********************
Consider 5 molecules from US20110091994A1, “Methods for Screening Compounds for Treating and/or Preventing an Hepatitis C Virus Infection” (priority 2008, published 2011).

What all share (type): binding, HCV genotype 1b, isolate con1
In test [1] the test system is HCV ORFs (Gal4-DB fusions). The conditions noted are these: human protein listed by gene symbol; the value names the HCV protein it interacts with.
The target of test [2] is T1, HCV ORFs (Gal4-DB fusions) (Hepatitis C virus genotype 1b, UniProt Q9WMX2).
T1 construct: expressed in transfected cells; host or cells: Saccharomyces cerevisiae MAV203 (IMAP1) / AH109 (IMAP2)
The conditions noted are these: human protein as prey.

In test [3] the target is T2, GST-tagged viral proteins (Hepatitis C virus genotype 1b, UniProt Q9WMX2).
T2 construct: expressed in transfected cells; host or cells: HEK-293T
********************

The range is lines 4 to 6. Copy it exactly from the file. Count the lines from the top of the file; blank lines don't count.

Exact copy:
The target of test [2] is T1, HCV ORFs (Gal4-DB fusions) (Hepatitis C virus genotype 1b, UniProt Q9WMX2).
T1 construct: expressed in transfected cells; host or cells: Saccharomyces cerevisiae MAV203 (IMAP1) / AH109 (IMAP2)
The conditions noted are these: human protein as prey.